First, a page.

|In your request for proposal, do ask the most important questions for your company, including references that you can call in case you want to continue with each other||Do not only call the references that the supplier has provided. Try to also identify other customers of this supplier and call one or two unannounced. Most companies will try to help.|
|When entering into a new relationship, it is logical to arrange everything properly in order to contract the desired service and avoid surprises afterwards. Also make sure to put the conditions for termination of the relationship very well on paper!||The supplier may not agree to include termination conditions. Never agree to this. We are not talking about cancellation and the like here, but the costs for making your products available to you again, with what type of packaging material, if you want your products to be made available to you during the weekend in order not to loose sales during working days, etc.|
|In addition to all the important topics, do you feel well connected with the supplier (especially during the negotiations)?||Don’t judge the supplier (good or bad impression) based on just one person you have spoken with. Also try to speak to his / her colleagues from operations. They may be even more important to you if you want to continue with each other|
How can we assist you?
- You are thinking about outsourcing your fulfilment and you need expertise and commercial support to achieve this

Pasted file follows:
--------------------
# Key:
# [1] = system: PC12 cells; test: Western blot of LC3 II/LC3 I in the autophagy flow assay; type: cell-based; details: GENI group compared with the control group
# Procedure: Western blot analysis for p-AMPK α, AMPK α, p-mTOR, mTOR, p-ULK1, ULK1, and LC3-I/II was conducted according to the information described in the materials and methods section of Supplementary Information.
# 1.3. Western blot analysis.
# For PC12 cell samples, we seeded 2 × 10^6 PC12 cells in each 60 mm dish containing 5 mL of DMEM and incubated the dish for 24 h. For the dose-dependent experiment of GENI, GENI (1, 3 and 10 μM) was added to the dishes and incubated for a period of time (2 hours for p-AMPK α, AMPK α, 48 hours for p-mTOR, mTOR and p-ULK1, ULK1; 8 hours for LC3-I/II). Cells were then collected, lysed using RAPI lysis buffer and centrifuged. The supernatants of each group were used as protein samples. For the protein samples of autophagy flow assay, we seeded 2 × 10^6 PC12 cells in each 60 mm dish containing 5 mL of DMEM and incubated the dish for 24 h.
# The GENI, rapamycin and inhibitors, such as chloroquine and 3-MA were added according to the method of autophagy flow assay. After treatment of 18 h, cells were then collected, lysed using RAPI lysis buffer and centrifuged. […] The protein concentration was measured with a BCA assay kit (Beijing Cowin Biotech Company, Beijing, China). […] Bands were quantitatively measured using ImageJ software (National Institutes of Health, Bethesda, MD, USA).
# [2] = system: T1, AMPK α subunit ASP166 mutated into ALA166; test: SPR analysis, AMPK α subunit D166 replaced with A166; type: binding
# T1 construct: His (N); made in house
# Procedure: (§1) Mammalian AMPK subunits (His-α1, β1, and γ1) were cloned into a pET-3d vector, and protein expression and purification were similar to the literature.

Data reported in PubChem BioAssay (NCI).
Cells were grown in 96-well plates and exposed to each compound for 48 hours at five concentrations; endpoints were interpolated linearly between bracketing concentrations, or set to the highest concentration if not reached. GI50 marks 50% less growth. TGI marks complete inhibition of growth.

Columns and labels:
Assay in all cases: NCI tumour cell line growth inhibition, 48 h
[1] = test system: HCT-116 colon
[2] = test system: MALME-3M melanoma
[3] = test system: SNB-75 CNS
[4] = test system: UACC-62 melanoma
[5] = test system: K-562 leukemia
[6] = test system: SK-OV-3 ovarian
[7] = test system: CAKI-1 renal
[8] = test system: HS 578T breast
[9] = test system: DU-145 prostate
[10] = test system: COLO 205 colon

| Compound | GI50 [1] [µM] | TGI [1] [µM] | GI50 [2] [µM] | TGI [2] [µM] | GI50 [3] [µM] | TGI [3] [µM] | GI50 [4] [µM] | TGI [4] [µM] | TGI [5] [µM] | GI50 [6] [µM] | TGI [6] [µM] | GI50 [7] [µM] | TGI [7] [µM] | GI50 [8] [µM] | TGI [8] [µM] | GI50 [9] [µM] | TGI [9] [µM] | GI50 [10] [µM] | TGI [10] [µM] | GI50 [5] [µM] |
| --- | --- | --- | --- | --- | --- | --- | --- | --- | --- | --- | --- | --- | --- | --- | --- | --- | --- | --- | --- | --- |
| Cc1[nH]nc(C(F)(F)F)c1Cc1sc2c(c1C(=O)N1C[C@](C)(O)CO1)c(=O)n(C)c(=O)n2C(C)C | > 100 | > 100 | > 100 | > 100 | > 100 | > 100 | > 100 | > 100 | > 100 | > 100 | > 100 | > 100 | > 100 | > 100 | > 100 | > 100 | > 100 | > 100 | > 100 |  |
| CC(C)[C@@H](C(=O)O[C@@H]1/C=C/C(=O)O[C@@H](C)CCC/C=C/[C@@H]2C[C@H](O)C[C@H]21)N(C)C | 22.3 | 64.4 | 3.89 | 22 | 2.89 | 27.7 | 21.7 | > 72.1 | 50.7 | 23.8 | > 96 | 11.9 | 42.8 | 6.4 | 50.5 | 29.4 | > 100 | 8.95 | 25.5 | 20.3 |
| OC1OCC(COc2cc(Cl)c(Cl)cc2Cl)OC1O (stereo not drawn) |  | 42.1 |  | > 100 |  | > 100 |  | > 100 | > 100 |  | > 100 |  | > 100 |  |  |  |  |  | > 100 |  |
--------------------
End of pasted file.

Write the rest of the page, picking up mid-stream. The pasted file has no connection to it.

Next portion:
- You like to have a benchmark performed to compare your current fulfillment partner with the market
- Due to changed circumstances, you are looking for a new fulfilment partner
Examples of completed projects:
In a personal meeting, we like to present our services as well as reference projects and what opportunities this can create for your company.
Several webshops ecom company
- Opportunity assessment: benchmarking of current fulfilment partner with the market (The Netherlands) with the aim of reducing the total cost of ownership
- Tender process to select a new fulfilment partner
- Development SLA
Fashion company – internationally active
- Opportunity assessment: benchmarking current fulfilment partner with the market (The Netherlands) with the aim of reducing the total cost of ownership and improving the service
- Tender process to select a new fulfilment partner for the segments ecom, retail and wholesale
- Development SLA
What can you expect from us?
With a thorough procurement process, we select the best matching fulfillment partner that suits your company and contract them against commercially very attractive conditions.
We have developed an efficient response form for requests for proposals which suppliers are happy to fill in. In addition, we adapt our standard SLA to the wishes of our customer and the abilities of the company to be contracted. Our standard contract is in balance for both the customer as well as the supplier.
For this service, we work on the basis of a fixed price. No surprises afterwards and with a track record of successful procurement processes, we are happy to help you achieving your goals!